Women's Sports Medicine Program
175 Cambridge Street, 4th Floor
Boston, MA 02114
The number of females competing in sports continues to rise each year, which has led to a rapid increase in the number of sports-related injuries occurring in women. Of these, injuries to the anterior cruciate ligament (ACL) of the knee are one of the most common causes for season ending surgery.
While some injuries can occur as the results of a collision, the majority of ACL injuries occur without contact with another player, when the knee suddenly buckles or gives way during sporting activities such as pivoting or landing from a jump. Noncontact ACL injuries are 4-8 times more likely to occur in women than men, due to gender differences in lower-extremity anatomy, neuromuscular control and landing mechanics.
Fortunately, the risk of ACL injuries can be significantly decreased with implementation and compliance with a preventative training program.
What is an ACL Preventative Training Program (PTP)?
An ACL preventative training program is a series of exercises designed to help decrease an athlete’s risk of knee injury, while also improving functional performance. Typically, this program can be incorporated in to a 15-20 minute dynamic warm-up before practice or sports activities.
PTPs focus on optimizing lower extremity movement patterns and improve neuromuscular control of the muscles that support the knee, in order to minimize the amount of stress placed on the ACL during high risk sporting activities. The main components of a PTP are the following:
- Strength training
Why is an ACL PTP important?
When performed correctly on a consistent basis, ACL PTPs can decrease the risk of an ACL injury up to 75%.
The efficacy of a PTP can depend on the following:
- Tailoring the exercises and intensity based on the athlete’s individual risk profile (determined through screening)
- Progression of training exercises to allow for continued efficacy
- Compliance with the program
The effectiveness depends not only on the completion of the exercises, but performing them in the appropriate manner. The program should be initiated with a healthcare professional trained in body mechanics to allow for correction of improper movement technique.
Who should perform ACL PTPs?
Ideally, every female athlete should be aware of PTPs. Studies have shown that the greatest risk reduction from PTPs are in the following groups:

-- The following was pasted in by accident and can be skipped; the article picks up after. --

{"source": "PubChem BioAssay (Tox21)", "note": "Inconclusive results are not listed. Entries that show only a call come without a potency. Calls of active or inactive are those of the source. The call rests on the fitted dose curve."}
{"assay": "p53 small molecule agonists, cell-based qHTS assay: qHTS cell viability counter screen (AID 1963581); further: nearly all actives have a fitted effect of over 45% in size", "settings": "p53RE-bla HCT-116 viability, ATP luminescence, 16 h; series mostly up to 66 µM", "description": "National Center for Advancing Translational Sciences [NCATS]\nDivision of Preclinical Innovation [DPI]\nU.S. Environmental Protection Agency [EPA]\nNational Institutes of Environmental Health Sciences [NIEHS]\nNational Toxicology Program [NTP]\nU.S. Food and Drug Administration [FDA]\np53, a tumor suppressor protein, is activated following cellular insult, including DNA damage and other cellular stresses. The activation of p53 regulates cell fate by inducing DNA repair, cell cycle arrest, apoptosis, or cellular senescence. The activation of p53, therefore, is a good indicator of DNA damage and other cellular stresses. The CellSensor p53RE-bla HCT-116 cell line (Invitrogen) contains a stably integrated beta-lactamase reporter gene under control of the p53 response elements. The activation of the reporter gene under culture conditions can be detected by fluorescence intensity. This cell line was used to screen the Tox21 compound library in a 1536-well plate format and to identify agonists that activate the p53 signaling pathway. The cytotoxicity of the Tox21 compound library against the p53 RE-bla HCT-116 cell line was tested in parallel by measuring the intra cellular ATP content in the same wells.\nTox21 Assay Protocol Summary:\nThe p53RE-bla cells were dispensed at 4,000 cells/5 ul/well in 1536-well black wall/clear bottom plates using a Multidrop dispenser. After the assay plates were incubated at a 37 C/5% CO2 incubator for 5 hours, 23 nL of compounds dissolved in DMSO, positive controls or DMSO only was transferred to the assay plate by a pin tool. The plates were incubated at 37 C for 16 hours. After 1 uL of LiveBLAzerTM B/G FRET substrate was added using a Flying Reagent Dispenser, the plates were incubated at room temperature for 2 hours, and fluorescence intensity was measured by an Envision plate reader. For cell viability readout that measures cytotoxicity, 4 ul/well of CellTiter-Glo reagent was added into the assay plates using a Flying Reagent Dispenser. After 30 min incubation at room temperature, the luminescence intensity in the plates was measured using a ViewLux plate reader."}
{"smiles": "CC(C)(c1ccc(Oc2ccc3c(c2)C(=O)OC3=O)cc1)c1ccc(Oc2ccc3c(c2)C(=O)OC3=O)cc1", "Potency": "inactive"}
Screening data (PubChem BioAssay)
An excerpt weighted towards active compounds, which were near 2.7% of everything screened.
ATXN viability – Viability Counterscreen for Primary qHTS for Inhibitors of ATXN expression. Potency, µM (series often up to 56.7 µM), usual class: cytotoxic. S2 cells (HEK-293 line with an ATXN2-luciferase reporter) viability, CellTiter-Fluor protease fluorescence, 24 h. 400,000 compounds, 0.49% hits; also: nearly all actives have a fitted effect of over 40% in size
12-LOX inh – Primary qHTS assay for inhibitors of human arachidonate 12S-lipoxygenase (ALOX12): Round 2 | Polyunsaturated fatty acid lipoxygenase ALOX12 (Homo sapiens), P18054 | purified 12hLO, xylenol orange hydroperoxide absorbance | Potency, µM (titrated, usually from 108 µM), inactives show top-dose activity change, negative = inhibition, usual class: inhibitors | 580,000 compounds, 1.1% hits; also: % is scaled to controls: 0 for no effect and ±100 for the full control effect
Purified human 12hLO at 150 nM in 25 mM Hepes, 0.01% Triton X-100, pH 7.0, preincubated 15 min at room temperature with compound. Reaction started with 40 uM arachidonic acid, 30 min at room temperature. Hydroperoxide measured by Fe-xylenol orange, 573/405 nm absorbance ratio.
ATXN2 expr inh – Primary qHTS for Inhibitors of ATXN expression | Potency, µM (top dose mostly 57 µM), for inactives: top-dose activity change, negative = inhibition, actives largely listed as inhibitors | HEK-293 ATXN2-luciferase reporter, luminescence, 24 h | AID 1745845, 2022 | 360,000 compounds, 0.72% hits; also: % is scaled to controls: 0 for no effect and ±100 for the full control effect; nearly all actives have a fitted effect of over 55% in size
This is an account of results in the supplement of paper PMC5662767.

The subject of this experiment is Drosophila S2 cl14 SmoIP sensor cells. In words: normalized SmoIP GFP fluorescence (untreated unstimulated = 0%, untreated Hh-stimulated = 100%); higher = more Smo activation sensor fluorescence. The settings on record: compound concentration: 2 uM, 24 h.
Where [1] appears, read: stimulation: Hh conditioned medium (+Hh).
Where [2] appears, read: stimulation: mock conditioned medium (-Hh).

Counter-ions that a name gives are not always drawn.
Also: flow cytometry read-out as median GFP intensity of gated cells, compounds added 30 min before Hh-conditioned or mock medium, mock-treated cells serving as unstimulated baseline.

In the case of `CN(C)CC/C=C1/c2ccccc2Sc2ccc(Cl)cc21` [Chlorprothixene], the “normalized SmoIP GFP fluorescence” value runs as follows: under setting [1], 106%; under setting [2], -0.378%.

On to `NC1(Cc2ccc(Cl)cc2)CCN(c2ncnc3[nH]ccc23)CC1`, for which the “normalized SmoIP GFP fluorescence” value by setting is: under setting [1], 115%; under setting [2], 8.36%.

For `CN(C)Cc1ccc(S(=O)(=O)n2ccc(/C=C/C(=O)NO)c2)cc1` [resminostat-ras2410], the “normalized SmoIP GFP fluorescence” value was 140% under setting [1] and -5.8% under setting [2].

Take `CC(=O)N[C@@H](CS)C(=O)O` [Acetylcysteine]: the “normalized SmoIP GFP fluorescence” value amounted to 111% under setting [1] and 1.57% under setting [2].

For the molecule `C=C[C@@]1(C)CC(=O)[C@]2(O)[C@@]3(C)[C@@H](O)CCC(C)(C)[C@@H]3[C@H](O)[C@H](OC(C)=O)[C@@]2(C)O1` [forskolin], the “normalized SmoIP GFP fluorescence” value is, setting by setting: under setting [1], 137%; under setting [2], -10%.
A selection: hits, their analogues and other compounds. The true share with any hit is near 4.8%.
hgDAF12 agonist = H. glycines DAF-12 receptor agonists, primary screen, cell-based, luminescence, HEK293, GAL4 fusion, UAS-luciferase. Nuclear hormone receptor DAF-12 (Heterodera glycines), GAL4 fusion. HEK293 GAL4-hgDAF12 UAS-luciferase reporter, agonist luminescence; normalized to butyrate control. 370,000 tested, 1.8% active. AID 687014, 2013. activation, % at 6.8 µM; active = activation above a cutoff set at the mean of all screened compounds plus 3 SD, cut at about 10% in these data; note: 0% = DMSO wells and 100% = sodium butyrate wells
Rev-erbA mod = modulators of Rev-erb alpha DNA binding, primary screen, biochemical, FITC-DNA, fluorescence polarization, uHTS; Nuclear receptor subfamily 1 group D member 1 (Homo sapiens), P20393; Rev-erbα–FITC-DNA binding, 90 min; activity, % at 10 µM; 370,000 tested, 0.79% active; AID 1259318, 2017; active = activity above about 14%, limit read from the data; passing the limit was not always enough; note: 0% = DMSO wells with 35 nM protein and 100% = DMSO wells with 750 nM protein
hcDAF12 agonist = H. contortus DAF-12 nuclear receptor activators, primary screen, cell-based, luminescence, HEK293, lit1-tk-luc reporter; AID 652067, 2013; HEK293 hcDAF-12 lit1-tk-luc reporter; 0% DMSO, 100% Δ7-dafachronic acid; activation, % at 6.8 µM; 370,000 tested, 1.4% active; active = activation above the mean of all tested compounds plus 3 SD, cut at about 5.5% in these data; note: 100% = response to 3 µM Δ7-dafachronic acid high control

- Athletes who participate in high-risk sports for ACL injuries that involve jumping, cutting and pivoting (eg, basketball, soccer, lacrosse, volleyball, etc)
- Athletes who demonstrate movement patterns that are high risk for injury (can be determined through screening assessments)
- Athletes with a history of lower extremity injury
- Athletes under the age of 18, as early as age 12
Services we offer:
- Our physicians offer educational seminars on the importance of ACL injury prevention. Geared towards female athletes, parents and coaches, these seminars also include a preventative exercise workshop. To schedule an educational seminar, please call (617) 643-3866.
- The Mass General Sports Physical Therapy team offers evaluation and consultation for individual athletes of all levels, including ACL injury prevention screening, preventative training programs and personalized performance optimization recommendations. To make an appointment for a consultation or screening, please call Mass General Sports Physical Therapy at (617) 643-9999.
Women's Sports Medicine Program
We provide our patients with comprehensive, coordinated care from experts who understand the unique needs of women in sports.
Sports Medicine at Mass General Brigham
Mass General Brigham's network of Harvard Medical School-affiliated experts leads the nation in sports medicine research, technology, and innovations.
Contact the Women's Sports Medicine Program.
We aim to lead the advancement of women’s sports and exercise medicine through multidisciplinary expert clinical care, research and education.